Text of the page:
Tew: Should we support the UN?

Dear Editor:

From Feb. 10-12, 4,000 high-profile notables attended the World Government Summit, among whom were Hollywood actor Harrison Ford, International Monetary Fund chief Christine Lagarde, UNICEF boss Henrietta Fore, UN General Assembly President Maria Espinoza, left-wing news maven Arianna Huffington, former Obama official Cass Sunstein, left-wing economist and New York Times opinionator Paul Krugman, motivational guru Tony Robbins, New York University law professor Arthur R. Miller and Columbia University professor and UN advisor Jeffrey Sachs.

Opening the global affair was none other than Pope Francis, who blessed the conference attendees and their mission in a pre-recorded video message.

The United Nations, the would-be world government that many seek to strengthen into that role, will be holding its 68th UN Civil Society Conference in Salt Lake City on August 26-28. I wonder how many of these same notables will be among the thousands flocking to Utah to honor the world government idea?

Utah Valley University was instrumental in bringing the UN to our state and is considered an associate university to the UN. Are we state taxpayers now paying people at our university to act as agents for the UN and its globalist propaganda?

— Bliss Tew, Orem

Bowen: Why we should save Hillcrest

Demolishing Hillcrest Elementary is about money. I visited a teacher friend and saw this beautiful school, perfectly landscaped in a nook of homes. It is breathtakingly serene. Why would a recently remodeled school in the middle of a tight-knit neighborhood need to be torn down?

The land it sits on is worth a lot, being across from a mall and adjacent stores, is why.

With the track record of Alpine School District, I don’t believe that the students will see that money, it will go to the administrators’ obscene salaries and pet projects, not the teachers or students. We are losing a school and neighborhood to greed. I foresee another shopping center and bond, that will be passed to continue to fund a school district that is too large; and a run-down neighborhood that will eventually be razed.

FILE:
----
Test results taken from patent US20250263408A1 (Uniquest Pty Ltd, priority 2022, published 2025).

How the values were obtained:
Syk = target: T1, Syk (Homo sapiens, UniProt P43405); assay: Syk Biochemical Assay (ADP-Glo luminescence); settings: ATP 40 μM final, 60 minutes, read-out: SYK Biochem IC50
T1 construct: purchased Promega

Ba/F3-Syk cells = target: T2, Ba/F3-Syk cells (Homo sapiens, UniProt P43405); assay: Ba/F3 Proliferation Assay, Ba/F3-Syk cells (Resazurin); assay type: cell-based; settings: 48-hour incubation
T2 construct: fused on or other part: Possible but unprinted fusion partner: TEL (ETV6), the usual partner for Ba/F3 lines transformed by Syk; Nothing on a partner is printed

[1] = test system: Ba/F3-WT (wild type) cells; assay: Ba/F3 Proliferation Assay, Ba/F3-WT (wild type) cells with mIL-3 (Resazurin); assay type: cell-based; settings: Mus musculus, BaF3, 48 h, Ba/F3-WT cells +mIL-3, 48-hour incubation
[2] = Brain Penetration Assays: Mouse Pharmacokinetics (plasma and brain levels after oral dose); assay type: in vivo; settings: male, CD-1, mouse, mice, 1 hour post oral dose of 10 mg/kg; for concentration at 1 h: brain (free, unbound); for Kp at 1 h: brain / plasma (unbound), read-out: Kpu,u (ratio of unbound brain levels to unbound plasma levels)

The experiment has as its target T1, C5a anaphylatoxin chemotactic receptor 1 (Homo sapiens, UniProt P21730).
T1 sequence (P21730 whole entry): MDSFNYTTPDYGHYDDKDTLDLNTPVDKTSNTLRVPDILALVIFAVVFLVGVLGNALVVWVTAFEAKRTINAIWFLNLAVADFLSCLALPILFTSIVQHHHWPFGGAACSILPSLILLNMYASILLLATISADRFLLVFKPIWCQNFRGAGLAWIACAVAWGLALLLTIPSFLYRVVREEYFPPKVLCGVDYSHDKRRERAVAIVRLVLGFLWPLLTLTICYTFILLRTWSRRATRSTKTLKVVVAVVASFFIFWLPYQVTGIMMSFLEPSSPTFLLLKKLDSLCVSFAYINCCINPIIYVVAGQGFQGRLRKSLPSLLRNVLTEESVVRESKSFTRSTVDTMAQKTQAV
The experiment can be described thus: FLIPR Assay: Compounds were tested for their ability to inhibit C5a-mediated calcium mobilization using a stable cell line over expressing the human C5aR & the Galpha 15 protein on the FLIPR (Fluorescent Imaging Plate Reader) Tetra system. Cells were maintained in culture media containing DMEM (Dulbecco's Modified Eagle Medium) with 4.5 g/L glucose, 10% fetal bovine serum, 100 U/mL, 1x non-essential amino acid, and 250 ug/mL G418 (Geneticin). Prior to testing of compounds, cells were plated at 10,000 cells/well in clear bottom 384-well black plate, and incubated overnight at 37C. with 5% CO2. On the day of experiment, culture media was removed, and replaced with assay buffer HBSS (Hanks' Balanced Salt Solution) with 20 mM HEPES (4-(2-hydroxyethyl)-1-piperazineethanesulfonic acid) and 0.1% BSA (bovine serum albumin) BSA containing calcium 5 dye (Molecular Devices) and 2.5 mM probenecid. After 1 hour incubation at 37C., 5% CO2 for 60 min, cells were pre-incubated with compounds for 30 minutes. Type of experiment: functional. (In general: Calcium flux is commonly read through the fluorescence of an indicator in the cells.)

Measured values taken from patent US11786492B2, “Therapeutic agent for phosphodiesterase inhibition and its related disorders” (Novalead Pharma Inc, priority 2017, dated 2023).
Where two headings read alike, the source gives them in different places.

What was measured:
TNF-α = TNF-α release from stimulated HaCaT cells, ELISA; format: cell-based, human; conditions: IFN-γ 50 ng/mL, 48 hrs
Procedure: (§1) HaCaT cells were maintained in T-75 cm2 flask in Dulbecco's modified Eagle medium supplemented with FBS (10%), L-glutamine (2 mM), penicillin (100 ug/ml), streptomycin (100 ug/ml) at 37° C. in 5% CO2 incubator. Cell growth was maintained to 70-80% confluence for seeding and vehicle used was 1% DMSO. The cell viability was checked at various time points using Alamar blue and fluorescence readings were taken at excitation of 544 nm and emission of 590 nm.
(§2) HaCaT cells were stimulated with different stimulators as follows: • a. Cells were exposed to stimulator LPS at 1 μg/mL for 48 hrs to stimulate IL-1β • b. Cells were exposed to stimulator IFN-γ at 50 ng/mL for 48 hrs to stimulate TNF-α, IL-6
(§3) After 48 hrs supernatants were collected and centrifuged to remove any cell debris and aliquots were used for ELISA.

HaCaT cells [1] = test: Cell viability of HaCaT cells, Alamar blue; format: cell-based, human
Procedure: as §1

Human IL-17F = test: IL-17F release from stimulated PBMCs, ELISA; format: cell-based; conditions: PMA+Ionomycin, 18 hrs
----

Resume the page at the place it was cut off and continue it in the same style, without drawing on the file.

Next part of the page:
There is hope the Hillcrest is still there. Residents should demand answers, How much will the land sale generate? How will that money be spent? How do we ensure that the community does not die? Was the community even considered when the decision was made?

Orem doesn’t need another mall. The fix was in 13-0 in favor. They did not care about residents’ input. I am questioning the motives of the Alpine School district.

— Trent Bowen, Orem

Marples: Salt Lake Temple restoration

I read the article in the April 19 Daily Herald, “Renderings of Salt Lake Temple renovations.”

It told how the perhaps best-known LDS temple in the world will close Dec. 29 for four years as part of the Temple Square renovation plan. While four years is a long time for a closure, it is undoubtedly necessary to perform the upgrades and reinforce the structural integrity of the Salt Lake Temple.

Having walked the grounds on several locations, I marvel at its beauty. However, I realize, that just like the renovations to the Catholic Cathedral of Notre Dame in Paris after the recent disastrous fire, that skilled artisans need time and must work unhindered.

Probably the best improvement to the Salt Lake Temple is making fortifications against potential earthquakes. It would be nice if the church put out a “missionary call” to licensed experts such as electricians, stonemasons and others to work on the project.

I don’t say this lightly, President Russell M. Nelson himself said it was originally built by “courageous pioneers.” Portions of the iconic “wall” will be removed and replaced with supposedly more “visitor-friendly” see-through fencing. Personally, I wish the wall would stay intact. It simply adds history.

I would hope that a few courageous and truly skilled souls of the 21st century would be involved in the restoration. I wish the project success.

— James Marples, Provo